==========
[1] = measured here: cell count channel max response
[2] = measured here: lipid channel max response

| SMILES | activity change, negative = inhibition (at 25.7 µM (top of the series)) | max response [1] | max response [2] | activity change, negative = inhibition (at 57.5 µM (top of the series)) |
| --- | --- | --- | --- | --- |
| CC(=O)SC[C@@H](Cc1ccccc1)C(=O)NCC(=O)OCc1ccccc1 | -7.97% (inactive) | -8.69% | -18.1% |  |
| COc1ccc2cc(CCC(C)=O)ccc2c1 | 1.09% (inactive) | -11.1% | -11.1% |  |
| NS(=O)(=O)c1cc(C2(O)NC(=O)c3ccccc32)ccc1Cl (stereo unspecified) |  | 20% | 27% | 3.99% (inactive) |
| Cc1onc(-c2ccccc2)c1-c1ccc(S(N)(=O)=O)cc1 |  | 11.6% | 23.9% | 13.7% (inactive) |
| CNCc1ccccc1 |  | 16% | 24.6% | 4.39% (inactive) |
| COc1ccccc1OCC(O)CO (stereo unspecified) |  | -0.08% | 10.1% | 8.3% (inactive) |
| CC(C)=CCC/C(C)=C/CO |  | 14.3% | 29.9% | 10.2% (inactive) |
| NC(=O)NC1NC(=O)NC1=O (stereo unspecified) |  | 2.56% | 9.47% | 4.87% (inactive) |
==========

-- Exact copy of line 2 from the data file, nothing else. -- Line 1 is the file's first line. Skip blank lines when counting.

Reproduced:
[2] = measured here: lipid channel max response